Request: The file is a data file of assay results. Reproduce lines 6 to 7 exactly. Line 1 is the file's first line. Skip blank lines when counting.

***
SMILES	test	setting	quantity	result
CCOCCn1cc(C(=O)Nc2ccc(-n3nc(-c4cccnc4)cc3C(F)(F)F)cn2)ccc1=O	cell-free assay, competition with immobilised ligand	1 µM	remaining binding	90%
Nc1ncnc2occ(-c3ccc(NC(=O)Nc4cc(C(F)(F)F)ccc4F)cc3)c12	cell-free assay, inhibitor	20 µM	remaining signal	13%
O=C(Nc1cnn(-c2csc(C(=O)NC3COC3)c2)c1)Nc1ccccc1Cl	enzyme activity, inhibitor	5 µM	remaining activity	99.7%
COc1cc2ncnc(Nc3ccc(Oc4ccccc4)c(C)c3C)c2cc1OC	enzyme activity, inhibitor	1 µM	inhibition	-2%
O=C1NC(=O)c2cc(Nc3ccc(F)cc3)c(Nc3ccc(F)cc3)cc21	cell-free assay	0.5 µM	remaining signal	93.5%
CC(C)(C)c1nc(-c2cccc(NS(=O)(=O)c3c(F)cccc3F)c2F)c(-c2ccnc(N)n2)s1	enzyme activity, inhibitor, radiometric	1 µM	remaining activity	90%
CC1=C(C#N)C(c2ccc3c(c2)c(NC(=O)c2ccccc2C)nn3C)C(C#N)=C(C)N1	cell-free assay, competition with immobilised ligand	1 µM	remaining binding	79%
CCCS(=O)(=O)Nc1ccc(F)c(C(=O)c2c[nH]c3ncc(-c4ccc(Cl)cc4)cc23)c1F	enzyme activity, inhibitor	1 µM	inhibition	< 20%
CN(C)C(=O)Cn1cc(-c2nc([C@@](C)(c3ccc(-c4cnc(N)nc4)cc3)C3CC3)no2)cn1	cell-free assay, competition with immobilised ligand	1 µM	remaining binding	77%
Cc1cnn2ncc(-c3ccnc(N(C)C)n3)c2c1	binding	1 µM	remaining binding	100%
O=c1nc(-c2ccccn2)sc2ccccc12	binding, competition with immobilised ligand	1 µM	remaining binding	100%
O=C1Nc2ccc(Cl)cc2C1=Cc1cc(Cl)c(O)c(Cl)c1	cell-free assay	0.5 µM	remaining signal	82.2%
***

O=C1NC(=O)c2cc(Nc3ccc(F)cc3)c(Nc3ccc(F)cc3)cc21	cell-free assay	0.5 µM	remaining signal	93.5%
CC(C)(C)c1nc(-c2cccc(NS(=O)(=O)c3c(F)cccc3F)c2F)c(-c2ccnc(N)n2)s1	enzyme activity, inhibitor, radiometric	1 µM	remaining activity	90%